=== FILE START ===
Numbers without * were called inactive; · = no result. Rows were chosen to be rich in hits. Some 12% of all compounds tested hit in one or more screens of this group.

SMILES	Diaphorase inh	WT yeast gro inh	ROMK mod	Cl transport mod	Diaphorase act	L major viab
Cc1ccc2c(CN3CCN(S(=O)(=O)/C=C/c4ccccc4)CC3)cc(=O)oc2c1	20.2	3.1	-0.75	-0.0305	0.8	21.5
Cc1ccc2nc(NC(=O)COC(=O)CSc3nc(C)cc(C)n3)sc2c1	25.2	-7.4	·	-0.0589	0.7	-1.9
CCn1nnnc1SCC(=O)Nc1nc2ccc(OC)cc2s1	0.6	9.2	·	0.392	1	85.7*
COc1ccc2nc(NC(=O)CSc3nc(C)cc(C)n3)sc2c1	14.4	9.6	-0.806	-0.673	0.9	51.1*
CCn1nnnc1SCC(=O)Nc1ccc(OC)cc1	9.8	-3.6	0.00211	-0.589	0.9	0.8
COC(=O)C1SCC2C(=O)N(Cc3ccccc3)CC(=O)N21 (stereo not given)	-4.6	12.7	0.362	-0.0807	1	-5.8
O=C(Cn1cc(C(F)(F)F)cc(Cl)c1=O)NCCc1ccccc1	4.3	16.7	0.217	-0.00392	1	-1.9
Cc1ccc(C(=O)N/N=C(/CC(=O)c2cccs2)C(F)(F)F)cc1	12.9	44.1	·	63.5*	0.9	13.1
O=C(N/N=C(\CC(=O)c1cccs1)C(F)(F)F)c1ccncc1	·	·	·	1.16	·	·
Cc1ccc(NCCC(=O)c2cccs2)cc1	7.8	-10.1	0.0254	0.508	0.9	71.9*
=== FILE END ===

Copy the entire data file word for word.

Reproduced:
Numbers without * were called inactive; · = no result. Rows were chosen to be rich in hits. Some 12% of all compounds tested hit in one or more screens of this group.

SMILES	Diaphorase inh	WT yeast gro inh	ROMK mod	Cl transport mod	Diaphorase act	L major viab
Cc1ccc2c(CN3CCN(S(=O)(=O)/C=C/c4ccccc4)CC3)cc(=O)oc2c1	20.2	3.1	-0.75	-0.0305	0.8	21.5
Cc1ccc2nc(NC(=O)COC(=O)CSc3nc(C)cc(C)n3)sc2c1	25.2	-7.4	·	-0.0589	0.7	-1.9
CCn1nnnc1SCC(=O)Nc1nc2ccc(OC)cc2s1	0.6	9.2	·	0.392	1	85.7*
COc1ccc2nc(NC(=O)CSc3nc(C)cc(C)n3)sc2c1	14.4	9.6	-0.806	-0.673	0.9	51.1*
CCn1nnnc1SCC(=O)Nc1ccc(OC)cc1	9.8	-3.6	0.00211	-0.589	0.9	0.8
COC(=O)C1SCC2C(=O)N(Cc3ccccc3)CC(=O)N21 (stereo not given)	-4.6	12.7	0.362	-0.0807	1	-5.8
O=C(Cn1cc(C(F)(F)F)cc(Cl)c1=O)NCCc1ccccc1	4.3	16.7	0.217	-0.00392	1	-1.9
Cc1ccc(C(=O)N/N=C(/CC(=O)c2cccs2)C(F)(F)F)cc1	12.9	44.1	·	63.5*	0.9	13.1
O=C(N/N=C(\CC(=O)c1cccs1)C(F)(F)F)c1ccncc1	·	·	·	1.16	·	·
Cc1ccc(NCCC(=O)c2cccs2)cc1	7.8	-10.1	0.0254	0.508	0.9	71.9*